“We can change the world and make it a better place. It is in our hands to make a difference.” Nelson Mandela
Can you learn to lead in a day? Can you listen closely enough that you absorb something new and empathize with values from another culture in less than eight hours? Can you create art, then develop a platform for it so it impacts others, informs them, moves them and brings them one step closer to bringing harmony to our planet?
If you asked any of the students in the four grade 6/7 classes the youthLEADarts team worked with at Hastings Elementary, they would reply, “Yes. Yes you can.”
Each class connected with LEAD values and combined them with the theme of our roles and responsibilities to our waterways and the creatures who inhabit them. After all, water IS life and we have to protect it for generations to come.
The D in LEAD is often the most difficult to embody: Drive. How do you take what you have learned, created, and spoken to and create a platform where it can speak to others?
The youth and teachers at Hastings embraced this, and, inspired by our introduction, have reached out to additional local experts and organizations to dive deeper into an exploration of our relationship to water. For the month of April, they are hosting speakers from Ocean Wise and Coastal Clean Up as well as municipal employees involved in creating environmental policy. They will be going on field trips to local beaches and recovered salmon streams to observe, photograph and interact with the waterways, which happen to be part of their community.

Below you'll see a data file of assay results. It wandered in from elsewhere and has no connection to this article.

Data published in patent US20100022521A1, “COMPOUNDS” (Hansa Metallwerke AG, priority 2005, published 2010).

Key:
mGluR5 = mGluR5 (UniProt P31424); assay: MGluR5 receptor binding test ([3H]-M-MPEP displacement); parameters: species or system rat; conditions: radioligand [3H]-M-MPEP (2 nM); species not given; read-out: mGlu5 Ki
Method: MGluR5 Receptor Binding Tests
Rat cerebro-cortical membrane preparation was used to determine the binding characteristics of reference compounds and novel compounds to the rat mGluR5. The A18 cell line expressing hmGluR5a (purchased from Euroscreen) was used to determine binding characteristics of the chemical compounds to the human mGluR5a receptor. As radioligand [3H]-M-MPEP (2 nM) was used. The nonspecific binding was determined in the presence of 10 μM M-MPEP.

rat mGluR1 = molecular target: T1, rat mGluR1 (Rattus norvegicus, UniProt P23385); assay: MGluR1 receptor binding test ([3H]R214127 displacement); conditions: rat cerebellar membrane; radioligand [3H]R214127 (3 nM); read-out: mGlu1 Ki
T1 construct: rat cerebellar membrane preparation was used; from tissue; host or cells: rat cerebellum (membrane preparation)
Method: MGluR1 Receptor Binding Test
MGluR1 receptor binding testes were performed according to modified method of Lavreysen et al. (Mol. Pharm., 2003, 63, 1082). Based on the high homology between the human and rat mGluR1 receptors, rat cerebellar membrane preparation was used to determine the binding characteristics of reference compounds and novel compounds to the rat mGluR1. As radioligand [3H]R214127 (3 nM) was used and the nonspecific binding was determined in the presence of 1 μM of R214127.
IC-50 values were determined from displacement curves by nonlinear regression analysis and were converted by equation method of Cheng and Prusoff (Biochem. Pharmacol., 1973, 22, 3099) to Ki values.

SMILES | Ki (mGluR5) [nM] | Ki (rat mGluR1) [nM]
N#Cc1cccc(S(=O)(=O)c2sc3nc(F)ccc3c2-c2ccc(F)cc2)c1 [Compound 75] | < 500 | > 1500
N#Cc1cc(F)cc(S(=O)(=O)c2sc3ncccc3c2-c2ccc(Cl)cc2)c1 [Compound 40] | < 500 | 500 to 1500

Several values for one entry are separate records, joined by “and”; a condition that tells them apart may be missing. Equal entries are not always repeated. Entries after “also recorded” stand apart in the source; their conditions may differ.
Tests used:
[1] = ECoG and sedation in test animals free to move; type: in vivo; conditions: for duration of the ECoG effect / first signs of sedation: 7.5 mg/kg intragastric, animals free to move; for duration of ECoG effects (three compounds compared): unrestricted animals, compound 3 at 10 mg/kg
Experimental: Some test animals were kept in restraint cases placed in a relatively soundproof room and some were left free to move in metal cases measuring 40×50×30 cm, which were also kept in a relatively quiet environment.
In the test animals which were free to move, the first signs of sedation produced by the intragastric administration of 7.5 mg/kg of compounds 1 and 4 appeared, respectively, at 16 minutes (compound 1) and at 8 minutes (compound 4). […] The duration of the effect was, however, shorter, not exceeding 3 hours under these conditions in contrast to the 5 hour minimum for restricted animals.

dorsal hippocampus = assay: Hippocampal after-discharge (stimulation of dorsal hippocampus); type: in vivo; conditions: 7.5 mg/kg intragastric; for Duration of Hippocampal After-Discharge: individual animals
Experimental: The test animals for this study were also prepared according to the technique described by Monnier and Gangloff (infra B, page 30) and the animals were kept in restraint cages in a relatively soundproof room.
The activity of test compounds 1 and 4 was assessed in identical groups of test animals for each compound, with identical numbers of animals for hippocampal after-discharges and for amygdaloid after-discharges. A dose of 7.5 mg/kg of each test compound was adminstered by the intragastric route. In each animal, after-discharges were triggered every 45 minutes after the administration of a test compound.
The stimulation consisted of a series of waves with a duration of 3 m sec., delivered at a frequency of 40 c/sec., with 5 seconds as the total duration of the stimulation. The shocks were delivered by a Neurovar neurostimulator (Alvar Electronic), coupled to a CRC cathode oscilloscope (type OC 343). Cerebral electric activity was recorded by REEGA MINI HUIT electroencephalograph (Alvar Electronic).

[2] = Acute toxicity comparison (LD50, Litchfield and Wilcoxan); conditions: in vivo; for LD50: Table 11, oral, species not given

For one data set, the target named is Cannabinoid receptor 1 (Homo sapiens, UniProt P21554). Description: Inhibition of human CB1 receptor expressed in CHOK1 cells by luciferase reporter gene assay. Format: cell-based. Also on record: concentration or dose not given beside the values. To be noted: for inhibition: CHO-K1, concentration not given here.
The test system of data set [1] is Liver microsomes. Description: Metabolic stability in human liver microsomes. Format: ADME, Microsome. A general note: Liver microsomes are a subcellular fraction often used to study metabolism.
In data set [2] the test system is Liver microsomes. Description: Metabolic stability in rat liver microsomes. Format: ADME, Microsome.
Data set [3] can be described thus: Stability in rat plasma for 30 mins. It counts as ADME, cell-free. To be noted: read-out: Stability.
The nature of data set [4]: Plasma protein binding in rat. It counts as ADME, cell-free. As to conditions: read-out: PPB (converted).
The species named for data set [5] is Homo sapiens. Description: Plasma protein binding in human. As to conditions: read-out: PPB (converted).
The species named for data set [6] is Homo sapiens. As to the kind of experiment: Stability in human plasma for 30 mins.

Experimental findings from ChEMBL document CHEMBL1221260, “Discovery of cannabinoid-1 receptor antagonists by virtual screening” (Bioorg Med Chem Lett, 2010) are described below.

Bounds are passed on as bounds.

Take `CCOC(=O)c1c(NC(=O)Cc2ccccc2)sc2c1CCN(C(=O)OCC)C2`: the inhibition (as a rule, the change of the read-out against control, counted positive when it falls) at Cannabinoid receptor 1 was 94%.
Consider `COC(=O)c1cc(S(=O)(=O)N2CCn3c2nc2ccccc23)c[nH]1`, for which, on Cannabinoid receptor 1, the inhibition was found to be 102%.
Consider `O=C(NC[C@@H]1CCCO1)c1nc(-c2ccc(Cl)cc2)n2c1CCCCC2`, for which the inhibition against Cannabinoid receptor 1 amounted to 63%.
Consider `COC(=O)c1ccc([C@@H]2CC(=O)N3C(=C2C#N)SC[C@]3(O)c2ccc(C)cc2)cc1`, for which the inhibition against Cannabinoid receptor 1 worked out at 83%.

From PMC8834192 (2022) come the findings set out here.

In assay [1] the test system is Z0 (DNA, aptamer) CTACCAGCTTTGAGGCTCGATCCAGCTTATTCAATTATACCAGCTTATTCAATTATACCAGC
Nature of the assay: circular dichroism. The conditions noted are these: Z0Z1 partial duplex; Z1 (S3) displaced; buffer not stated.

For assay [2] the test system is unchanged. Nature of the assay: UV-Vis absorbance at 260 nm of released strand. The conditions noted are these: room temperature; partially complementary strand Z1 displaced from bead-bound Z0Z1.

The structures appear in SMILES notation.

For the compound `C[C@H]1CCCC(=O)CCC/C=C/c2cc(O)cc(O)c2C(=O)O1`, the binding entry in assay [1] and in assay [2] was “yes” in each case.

They will be hosting a large community showcase of the art they created with youthLEADarts, in addition to the spoken word and photographs that result from their month long immersion in water (pun intended).
Finally, we hope to partner with the University of British Columbia and the Beatty Biodiversity Museum to display their art there for a period.
What have we accomplished together in a day (or two)? It is best captured in the words of one of the teachers.
“It was very special what youthLEADarts shared with us. We were given a great gift and the students were very touched and moved by it. It was really important to have fresh faces to lead workshops in our classes. We loved that the day allowed us to transpose our learning into different mediums: Indigenous studies, dance, drama, visual art…combined with the scientific facts that Roy brought. Connecting with artists across Canada was another bonus. It extended our sense of community. We are excited that we , in just one day we have created something impactful to share with others, something that straight up says, ‘We are people who are making a difference.’”